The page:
The second, ‘William Sorrell Requests . . .’ (August), was set in a lonely hamlet, Nobottle, that I often passed through on my bike rides. The third, ‘Tree Worship’ (October), must have drawn on the interest in sacred trees and groves prompted by W&W, though the immediate cause was a new housing estate being built nearby, and my concern at whether the old trees there would be preserved.

The fourth story, ‘St Michael & All Angels’ (November onwards), was inspired in part by that church of the Holy Sepulchre, known locally as St Sep’s, though I moved the scene out into the country. A report in the local paper had said vandals had been throwing tiles off its roof. I thought this was unlikely. It was a pretty steep and hazardous climb and moreover it was, literally, a stone’s throw from the police station. 

Clearly there must be some other explanation for the falling slates and, after considering crows or jackdaws as the culprits, I naturally decided they were being thrown down by an irate winged demon. Fortunately, my first occult detective, Ralph Tyler, was on hand to investigate.

(Mark Valentine)

Image: St Sep’s, Northampton (National Churches Trust)



  1. Wonderful column Mark. My wife and I love the Treacle Well at Binsey, Oxfordshire. It's a very atmospheric spot.

    1. Thank you, Darren. I recall a picnic at the Treacle Well in those days, organised by a local 'earth mysteries' group.

  2. A very charming piece. Somehow just reading it engendered a cozy mood of antiquarian gentility.

  3. This is full of intriguing and fascinating antiquarianism, Mark, and why I enjoy your stories so much; especially the haunting, atmospheric ones set in old places in England (well, most of your stories are haunting and atmospheric!). I look forward to each new collection of your stories.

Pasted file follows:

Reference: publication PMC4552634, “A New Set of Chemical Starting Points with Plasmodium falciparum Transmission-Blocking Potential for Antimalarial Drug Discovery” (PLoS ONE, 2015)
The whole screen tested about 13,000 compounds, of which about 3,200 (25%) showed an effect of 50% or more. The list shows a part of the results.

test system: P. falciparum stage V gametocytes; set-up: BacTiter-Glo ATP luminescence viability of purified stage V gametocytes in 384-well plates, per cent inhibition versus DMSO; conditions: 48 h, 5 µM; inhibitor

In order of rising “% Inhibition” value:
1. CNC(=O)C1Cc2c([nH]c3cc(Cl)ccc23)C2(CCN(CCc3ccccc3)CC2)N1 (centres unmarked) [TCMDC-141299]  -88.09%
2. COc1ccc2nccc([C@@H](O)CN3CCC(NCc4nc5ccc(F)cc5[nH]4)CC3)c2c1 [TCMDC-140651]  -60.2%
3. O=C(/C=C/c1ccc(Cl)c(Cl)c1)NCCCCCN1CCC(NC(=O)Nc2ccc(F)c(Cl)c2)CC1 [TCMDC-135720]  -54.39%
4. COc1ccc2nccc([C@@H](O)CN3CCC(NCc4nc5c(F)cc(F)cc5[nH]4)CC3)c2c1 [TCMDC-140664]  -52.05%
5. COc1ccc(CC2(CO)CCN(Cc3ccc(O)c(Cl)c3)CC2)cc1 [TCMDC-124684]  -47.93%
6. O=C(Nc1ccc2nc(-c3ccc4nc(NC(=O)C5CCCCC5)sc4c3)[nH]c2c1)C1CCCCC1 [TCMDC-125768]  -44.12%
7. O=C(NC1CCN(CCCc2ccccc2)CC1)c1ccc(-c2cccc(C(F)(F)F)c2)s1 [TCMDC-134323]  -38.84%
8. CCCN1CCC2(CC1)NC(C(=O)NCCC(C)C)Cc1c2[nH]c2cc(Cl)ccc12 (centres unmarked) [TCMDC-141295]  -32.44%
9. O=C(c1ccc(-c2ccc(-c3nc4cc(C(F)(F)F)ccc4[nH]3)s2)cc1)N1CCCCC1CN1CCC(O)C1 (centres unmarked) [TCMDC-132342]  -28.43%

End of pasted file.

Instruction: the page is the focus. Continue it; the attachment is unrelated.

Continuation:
4. Thank you, Jim, and Lori, for your kind comments.

  5. You can read Mark's article on holy wells in Cornwall from "Wood & Water" here (pages 12-13):

  6. Thanks, James - I didn't know about that! Also, Vol 2 No 6 (1983) has my article on Northamptonshire wells. Mark

  7. Back in the middle-late 1990s I went to visit my brother (who at that time lived in a caretaker's cottage overseeing the abandoned "surf village" called "Skewjack" near Sennen) and we went on a cycling tour of the region. I was given a clapped-out old bicycle and we tried to make our way to Sancreed. I can't say the going was easy, but as the way became more arduous (I was flagging), he suggested turning back.

    "We ride, sir," I said (in Johnsonian mode). "We ride onwards! We ride to Sancreed!"

    "You are wild, sir!" he cried.

    But rode onwards we duly did. And, after a wander around the mystical old churchyard, we, too, found the Holy Well at Sancreed.

    I really should put this into my memoir.

    (Mark Samuels)

    1. What a delightful memory/comment, Mr. Samuels!